At first glance, the image on the TV screen just looked wrong. Not as jarring as Mike Modano in a Detroit Red Wings sweater or Emmitt Smith wearing Arizona Cardinals colors, but wrong, nonetheless. John Klingberg wearing anything but a Stars logo seemed unfathomable not so long ago. But, there he was wearing the familiar #3, but playing for the Anaheim Ducks.
A lower body injury kept Klingberg from returning to the American Airlines Center last night. As a result, the first period video tribute did not run. Stars fans would have been reminded of the great moments and performances provided by the native of Gothenburg, Sweden. His goal that eliminated Nashville in Game #6 of the 2019 Stanley Cup playoffs will live forever in team history. Klingberg ranks second only to Hall of Famer Sergei Zubov amongst Dallas Stars defensemen in career goals, points, and assists. In the current day NHL, no one walked the blue line better on the power play or was more proficient at getting pucks through the layers of bodies to the front of the net. Yet, he can no longer be found on the home bench and as hard as this is to believe, the Stars are better off because of it.
Rewinding to last year at this time, it seemed the Stars 2010 5th round pick was destined to stay in with the only hockey organization he had ever known in North America. Stars General Manager Jim Nill had stated signing Klingberg before he hit the free-agent market was a top priority for the team, yet a deal never came to fruition. The low point in the saga happened in January when reports surfaced that Klingberg and his agent, frustrated with the Stars offer, had received permission to talk with other NHL teams.
One edict during the Nill era is that contract negotiations are not done in public and certainly not through the media. After this event, the days for Klingberg in Dallas were numbered.
Improving by subtraction didn’t seem to be a likely outcome for the Stars when they allowed Klingberg to walk away in free agency, receiving nothing in return. But that’s exactly what happened. Miro Heiskanen was always destined to be the Stars leader of the defensive unit, but there were times he politely deferred to the more senior player. Klingberg ran the #1 power play unit and Miro was seemingly always waiting for the chance to play with the Stars best scoring combination. The pairing of Esa Lindell with Klingberg had the appearance of being a top combination, while Miro partnered with various defensemen such as Marc Methot, Jamie Oleksiak or Ryan Suter. This season, Heiskanen is the undisputed top defenseman. Not only does the young Finn lead the team in Time-on-Ice, he also quarterbacks the NHL’s third rated power play unit and has stepped up as a locker room leader. Heiskanen confidently owns his role and will dominate in that capacity for years to come.
In a flat Salary Cap world, the Stars might have dodged a bullet by not finalizing a deal with Klingberg. By all accounts, the deal offered was more than $6million (AAV) and for a minimum of five years. Had that offer had been accepted, the Stars off-season would have taken a much different tone due to cap restrictions. It’s highly unlikely Dallas would have had the cap room to offer the contract accepted by Jason Robertson without trading away one or more players currently contributing to their first-place start. It’s also unlikely that Jim Nill would have had the flexibility to sign Mason Marchment or Colin Miller. The Stars probably wouldn’t have made the trade for Nils Lundkvist with another right-handed, offensively talented defenseman already in the fold. Pete DeBoer’s nightly roster would be much different if ink was put to paper last November. Instead, the Stars have more depth at forward with the additions being younger and faster than the squad from last season.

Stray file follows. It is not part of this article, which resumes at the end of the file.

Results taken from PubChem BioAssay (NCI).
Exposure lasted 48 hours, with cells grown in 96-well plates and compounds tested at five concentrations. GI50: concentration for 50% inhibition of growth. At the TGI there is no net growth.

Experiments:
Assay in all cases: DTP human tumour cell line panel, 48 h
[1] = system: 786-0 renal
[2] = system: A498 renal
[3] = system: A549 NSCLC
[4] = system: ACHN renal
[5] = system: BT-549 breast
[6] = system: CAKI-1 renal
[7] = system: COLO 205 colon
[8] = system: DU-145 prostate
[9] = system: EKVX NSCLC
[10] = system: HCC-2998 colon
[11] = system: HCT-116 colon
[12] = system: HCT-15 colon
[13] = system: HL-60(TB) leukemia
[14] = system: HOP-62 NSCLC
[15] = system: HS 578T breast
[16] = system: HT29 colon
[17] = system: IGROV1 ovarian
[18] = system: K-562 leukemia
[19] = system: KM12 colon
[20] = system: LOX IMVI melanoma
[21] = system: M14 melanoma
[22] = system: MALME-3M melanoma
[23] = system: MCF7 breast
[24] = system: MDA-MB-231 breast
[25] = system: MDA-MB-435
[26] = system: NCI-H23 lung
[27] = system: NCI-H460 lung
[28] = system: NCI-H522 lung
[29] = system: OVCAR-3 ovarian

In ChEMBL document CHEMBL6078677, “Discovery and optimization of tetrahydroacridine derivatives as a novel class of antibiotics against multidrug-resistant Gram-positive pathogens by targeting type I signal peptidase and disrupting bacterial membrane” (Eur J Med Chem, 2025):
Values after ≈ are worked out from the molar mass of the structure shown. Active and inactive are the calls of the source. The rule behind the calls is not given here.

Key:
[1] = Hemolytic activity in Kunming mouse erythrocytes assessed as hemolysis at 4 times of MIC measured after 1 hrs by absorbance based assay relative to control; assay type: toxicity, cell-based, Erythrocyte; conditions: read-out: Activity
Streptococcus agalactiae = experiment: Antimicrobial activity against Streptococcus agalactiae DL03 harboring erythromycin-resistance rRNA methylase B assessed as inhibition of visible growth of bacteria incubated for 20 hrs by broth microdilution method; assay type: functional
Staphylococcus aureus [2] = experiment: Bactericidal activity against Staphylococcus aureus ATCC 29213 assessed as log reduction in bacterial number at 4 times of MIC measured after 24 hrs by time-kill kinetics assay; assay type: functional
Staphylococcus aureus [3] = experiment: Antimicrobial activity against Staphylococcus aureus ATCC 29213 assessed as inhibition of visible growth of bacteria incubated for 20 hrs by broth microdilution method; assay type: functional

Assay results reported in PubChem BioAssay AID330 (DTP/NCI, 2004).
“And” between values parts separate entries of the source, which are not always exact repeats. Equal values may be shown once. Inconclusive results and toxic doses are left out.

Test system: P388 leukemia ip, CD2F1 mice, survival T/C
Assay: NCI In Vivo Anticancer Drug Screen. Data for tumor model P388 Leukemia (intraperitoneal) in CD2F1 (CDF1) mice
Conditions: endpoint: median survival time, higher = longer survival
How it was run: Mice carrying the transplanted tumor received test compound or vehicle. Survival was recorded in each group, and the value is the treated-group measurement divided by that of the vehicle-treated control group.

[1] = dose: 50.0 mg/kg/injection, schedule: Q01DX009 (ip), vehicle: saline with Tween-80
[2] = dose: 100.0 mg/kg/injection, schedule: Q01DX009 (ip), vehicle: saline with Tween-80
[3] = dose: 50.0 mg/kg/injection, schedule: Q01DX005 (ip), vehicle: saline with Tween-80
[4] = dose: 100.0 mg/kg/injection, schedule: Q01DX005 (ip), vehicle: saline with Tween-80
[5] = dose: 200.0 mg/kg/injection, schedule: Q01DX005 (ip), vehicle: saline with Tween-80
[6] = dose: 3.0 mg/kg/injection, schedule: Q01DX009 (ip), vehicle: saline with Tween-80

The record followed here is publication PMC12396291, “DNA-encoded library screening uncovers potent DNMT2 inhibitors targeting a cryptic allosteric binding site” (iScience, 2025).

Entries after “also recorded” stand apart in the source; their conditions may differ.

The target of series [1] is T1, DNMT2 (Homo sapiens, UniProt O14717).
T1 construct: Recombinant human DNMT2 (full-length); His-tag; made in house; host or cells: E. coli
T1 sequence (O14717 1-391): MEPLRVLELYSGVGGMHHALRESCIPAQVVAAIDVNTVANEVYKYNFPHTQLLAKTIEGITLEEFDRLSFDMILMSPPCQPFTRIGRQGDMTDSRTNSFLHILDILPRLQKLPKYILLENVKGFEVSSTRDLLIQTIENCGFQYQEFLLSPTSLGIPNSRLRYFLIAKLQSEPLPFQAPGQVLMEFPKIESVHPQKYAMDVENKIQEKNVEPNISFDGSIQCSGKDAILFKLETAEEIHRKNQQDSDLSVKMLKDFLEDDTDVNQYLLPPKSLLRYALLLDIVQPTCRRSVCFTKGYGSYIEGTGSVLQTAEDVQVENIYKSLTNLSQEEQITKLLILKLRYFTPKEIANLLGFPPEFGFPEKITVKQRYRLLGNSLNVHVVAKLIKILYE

While it might be nice to wonder what Klingberg could have done with the new offensive-minded system. Could he perform at both ends of the ice or at a high-level for the duration of the contract? Veteran players tend to get a step slower while younger, faster skaters continuously enter the league.
During his first five years with the Stars, Klingberg played at an all-star level contributing 52 goals, 259 points in 367 games, with a plus/minus rating of +45. Playing under a defense-first system the past three seasons, Klingberg scored 19 goals, 115 points in 186 games with a plus/minus rating of -53. The trend was more than just a little bit concerning.
Klingberg found a new home in Anaheim, inking a one-year deal worth $7 million. The team has struggled early this season and gelling with a new team after eight seasons with another franchise is never easy (Joe Pavelski can attest to this fact). With a 10-team modified no-trade clause after January 1, John may once again find himself playing for a contender as he will be a valued commodity at the trade deadline.
Nils Lundkvist will have some growing pains, but at age 22, has plenty of good years ahead. Thomas Harley will someday be recalled for good. Meanwhile, top draft picks Lian Bichsel and Christian Kyrou will add to the next generation of Dallas defenders. The organization has blue-line depth the likes of which we haven’t seen since the days of hearing that Klingberg, Lindell and Oleksiak were all on the way.
The Stars are in first place and used their unexpected stash of money to add youth to the blueline and quickness to the overall team. Jim Nill crushed the off-season with moves he made and a couple he didn’t.
Some truths in life are hard to accept. John Klingberg leaving was a good thing for the Dallas Stars. Maybe someday soon, it will turn out to be a good thing for Klingberg too.